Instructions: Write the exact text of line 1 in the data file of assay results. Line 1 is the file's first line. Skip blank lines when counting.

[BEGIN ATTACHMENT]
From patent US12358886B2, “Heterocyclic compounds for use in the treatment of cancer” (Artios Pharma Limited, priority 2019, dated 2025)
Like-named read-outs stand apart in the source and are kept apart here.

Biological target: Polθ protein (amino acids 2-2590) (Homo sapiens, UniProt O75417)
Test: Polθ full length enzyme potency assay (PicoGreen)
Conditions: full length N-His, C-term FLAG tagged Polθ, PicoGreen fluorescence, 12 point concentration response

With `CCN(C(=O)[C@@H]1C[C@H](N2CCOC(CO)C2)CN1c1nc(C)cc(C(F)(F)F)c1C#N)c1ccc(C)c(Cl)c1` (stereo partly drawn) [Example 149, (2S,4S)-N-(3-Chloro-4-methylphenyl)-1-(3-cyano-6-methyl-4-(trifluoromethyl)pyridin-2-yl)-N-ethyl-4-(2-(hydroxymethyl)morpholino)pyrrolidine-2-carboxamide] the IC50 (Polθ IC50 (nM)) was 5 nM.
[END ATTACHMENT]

From patent US12358886B2, “Heterocyclic compounds for use in the treatment of cancer” (Artios Pharma Limited, priority 2019, dated 2025)